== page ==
In Robert J. Sawyer’s book Mindscan, the main character has his mind copied and uploaded into a robotic version of himself so that he (in his new robotic body) can live on without fear of sudden death from a medical condition his original biological self suffers from. But once the copy is made, they can’t just murder the original…
“All right, Mr. Sullivan, you can come out now.” It was Dr. Killian’s voice, with its Jamaican lilt.
My heart sank. No…
“Mr. Sullivan? We’ve finished the scanning. It you’ll press the red button…”
It hit me like a ton of bricks, like a tidal wave of blood. No! I should be somewhere else, but I wasn’t.
Damn it all, I wasn’t.
“If you need help getting out…” offered Killian.
I reflexively brought up my hands, patting my chest, feeling the softness of it, feeling it rise and fall. Jesus Christ!
“I’m coming, damn it. I’m coming.”
I hit the button without looking at it, and the bed slid out of the scanning tube, emerging feet-first; a breech birth. Damn! Damn! Damn!
I hadn’t exerted myself at all, but my breathing was rapid, shallow. If only—
I felt a hand cupping my elbow. “I’ve got you, Mr. Sullivan,” said Killian. “Upsa-daisy…” My feet connected with the harsh tile floor. I had known intellectually that it had been a fifty-fifty shot, but I’d only thought about what it was going to be like to wake up in a new, healthy, artificial body. I hadn’t really considered…”
– from “Mindscan”, by Robert J Sawyer
If this were possible, if you could duplicate yourself or copy your mind into another body, who would be the real you? What’s the definition of a person? An individual? That’s the sort of thing this book talks about. For a nonfiction approach to the problem of personhood, there’s Jeff McMahan’s The Ethics of Killing.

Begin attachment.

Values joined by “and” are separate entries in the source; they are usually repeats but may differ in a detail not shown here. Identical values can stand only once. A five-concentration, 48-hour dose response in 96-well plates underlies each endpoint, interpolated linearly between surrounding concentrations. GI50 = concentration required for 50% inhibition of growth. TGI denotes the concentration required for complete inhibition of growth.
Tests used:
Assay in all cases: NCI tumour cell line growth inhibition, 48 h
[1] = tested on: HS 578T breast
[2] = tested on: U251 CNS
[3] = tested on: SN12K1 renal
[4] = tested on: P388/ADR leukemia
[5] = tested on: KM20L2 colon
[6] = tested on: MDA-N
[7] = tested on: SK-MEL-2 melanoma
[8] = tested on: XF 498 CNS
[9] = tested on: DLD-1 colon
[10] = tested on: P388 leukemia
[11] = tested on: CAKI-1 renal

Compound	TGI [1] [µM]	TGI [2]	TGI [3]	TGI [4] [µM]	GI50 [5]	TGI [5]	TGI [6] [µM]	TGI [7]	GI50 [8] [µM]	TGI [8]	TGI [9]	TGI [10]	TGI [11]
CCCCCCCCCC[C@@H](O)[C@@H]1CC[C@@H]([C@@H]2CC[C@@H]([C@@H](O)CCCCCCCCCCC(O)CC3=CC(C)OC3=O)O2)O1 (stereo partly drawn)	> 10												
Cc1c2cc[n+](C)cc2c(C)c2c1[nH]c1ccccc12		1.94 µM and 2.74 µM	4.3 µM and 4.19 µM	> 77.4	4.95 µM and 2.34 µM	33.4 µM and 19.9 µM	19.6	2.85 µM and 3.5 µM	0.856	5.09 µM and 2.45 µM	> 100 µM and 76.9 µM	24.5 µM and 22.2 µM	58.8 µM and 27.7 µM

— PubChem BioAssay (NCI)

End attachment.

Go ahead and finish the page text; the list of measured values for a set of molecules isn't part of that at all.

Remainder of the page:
Sawyer and McMahan, as is the general intuition (if there is such a thing), seem to only look at the fact that before some time there is one person and afterwards, two. Sullivan says he had a fifty-fifty chance of being in the new body, but I disagree. The Sullivan that went in to be scan was 100% guaranteed to come back out the same person, and he was 100% guaranteed to wake up in his new robotic body.
It’s almost as if, to wrap our heads around it, we picture there always being two people, who at some point just get split up into two bodies. One goes into Body A, the other into Body B, with a fifty-fifty chance of getting either particular one.
But before the split, there is only one person, and he will go into both Body A and Body B. There’s no chance involved. Sure, after that point, the world lines of the two copies diverge and are two different people, but they do not just share their history, they have the same history. The same family, the same ex-girlfriends, the same credit history, etc.
You may want to argue that the original physical body takes precedence, and the copy is a fundamentally new person, who never grew up in the suburbs, who never had a first kiss, and who never had to pay a bill (yet). You may have a point, but you can easily imagine a different situation (as McMahan does in his book) where not just the mind is copied into a robot but the original body is completely duplicated into two new copies, biological systems and all, and is destroyed in the process. Each version has equal claim to being the original, calling the other a copy (or, each have no claim at all). We just have no intuition to reconcile ourselves with the fact that two people were earlier the same single individual. Do you have any more claim to having been born from your mother than your brother does?
As always, it boils down to viewing the bigger picture (not just what the case is at two separate times), with a healthy does of my own prejudice about the unimportance of time. It’s just a dimension like any other.
The moral of the story is that if I ever have my mind duplicated into a robotic body, don’t ask which one is the original, because we both are. If you do, I’ll probably just bore you to death with philosophical ramblings.